How long must I keep my older tax returns and backup papers? My tax accountant says "forever." I have returns dating to 1975 and no room in my closet for any more. What's your advice?


You should keep the records that support your tax returns forever if there's a chance the Internal Revenue Service will charge you with fraud, which has no statute of limitations. Otherwise, seven years is probably long enough.

Normally, the IRS has three years after you file a return to audit you -- up to six years if it suspects you underreported your income by more than 25 percent. And you have three years to amend a return in order to claim a refund; up to seven years if you're amending it to claim a loss for worthless securities.

You can shred supporting documents when the statute of limitations expires. But many financial advisers recommend keeping the tax returns themselves indefinitely because they can provide useful information. For example, a record of your past withdrawals from a nondeductible IRA could help you figure out how much of each future withdrawal is tax-free, says Bob Scharin, a New York City tax analyst.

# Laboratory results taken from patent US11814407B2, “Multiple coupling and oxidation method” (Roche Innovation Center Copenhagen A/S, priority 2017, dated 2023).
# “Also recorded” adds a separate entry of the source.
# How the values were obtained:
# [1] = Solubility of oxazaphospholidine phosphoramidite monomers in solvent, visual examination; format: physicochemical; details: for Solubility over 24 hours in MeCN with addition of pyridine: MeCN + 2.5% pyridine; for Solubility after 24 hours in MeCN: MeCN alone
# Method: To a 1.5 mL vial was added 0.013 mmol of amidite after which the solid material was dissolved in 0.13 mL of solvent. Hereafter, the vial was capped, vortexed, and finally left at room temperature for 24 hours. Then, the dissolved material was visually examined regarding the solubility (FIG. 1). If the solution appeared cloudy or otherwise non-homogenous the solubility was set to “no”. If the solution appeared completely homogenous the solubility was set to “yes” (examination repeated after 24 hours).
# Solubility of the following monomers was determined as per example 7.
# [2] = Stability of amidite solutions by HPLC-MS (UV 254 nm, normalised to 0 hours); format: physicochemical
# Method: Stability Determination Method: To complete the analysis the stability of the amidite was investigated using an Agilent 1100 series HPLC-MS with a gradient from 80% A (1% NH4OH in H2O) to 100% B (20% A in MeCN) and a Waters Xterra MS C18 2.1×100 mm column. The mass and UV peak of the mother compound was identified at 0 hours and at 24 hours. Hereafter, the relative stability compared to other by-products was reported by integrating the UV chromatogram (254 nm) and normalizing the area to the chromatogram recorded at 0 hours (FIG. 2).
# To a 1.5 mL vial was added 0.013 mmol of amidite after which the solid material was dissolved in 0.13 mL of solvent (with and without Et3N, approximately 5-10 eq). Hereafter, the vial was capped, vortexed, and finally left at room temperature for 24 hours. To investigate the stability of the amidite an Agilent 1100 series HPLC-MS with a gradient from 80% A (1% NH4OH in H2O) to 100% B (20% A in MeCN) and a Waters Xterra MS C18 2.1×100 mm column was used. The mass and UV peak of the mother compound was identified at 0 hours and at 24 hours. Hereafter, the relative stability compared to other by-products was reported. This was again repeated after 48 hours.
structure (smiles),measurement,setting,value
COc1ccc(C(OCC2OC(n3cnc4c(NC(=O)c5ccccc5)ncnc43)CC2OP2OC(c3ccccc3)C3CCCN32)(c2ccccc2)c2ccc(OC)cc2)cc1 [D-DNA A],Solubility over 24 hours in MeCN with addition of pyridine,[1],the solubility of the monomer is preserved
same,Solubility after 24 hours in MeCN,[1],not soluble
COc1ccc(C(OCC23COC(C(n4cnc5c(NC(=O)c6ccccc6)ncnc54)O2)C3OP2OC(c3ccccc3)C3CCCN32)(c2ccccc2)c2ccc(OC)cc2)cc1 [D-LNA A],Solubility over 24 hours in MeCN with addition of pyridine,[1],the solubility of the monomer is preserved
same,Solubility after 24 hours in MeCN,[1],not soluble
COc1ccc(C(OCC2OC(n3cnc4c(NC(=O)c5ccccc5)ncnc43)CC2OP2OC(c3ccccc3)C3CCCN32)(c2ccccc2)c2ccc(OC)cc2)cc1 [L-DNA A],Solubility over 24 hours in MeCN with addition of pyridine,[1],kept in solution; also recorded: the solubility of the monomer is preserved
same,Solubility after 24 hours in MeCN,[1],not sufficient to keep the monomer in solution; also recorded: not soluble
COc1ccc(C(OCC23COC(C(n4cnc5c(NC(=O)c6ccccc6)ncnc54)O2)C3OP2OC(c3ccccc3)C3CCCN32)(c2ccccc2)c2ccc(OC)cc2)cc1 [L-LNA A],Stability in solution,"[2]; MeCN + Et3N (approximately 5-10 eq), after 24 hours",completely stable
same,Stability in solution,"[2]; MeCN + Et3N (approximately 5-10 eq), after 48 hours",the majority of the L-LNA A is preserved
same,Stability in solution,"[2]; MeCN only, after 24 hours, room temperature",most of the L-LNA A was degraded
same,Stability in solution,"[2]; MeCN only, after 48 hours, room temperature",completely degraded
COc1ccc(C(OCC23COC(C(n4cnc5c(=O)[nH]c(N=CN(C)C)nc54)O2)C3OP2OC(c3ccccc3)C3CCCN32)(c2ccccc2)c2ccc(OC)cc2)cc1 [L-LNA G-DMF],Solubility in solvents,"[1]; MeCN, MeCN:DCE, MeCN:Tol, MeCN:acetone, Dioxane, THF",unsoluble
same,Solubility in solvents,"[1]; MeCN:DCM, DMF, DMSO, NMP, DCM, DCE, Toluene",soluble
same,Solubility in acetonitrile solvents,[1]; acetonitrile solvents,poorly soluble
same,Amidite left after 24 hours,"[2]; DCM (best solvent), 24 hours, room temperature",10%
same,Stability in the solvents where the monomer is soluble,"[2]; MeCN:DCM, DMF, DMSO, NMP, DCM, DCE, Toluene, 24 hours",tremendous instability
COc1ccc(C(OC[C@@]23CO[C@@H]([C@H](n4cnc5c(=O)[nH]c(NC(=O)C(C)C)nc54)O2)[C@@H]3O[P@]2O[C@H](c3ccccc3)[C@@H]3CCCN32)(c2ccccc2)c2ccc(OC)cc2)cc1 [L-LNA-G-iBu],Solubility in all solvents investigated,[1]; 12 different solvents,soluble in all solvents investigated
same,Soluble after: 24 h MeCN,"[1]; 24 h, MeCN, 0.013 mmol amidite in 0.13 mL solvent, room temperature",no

In a pinch, you can get some old returns from the IRS, but their closet is smaller than yours; they keep returns only for six years. The agency provides old tax return transcripts and tax account transcripts free of charge. (A tax return transcript shows most line items from your tax return, plus accompanying schedules, as originally filed. A tax account transcript shows any changes made after the return was filed.) For $57 a tax year, the IRS provides actual copies of your returns for the current year and the past six years.

The bottom line Save your tax returns and supporting data for at least seven years.

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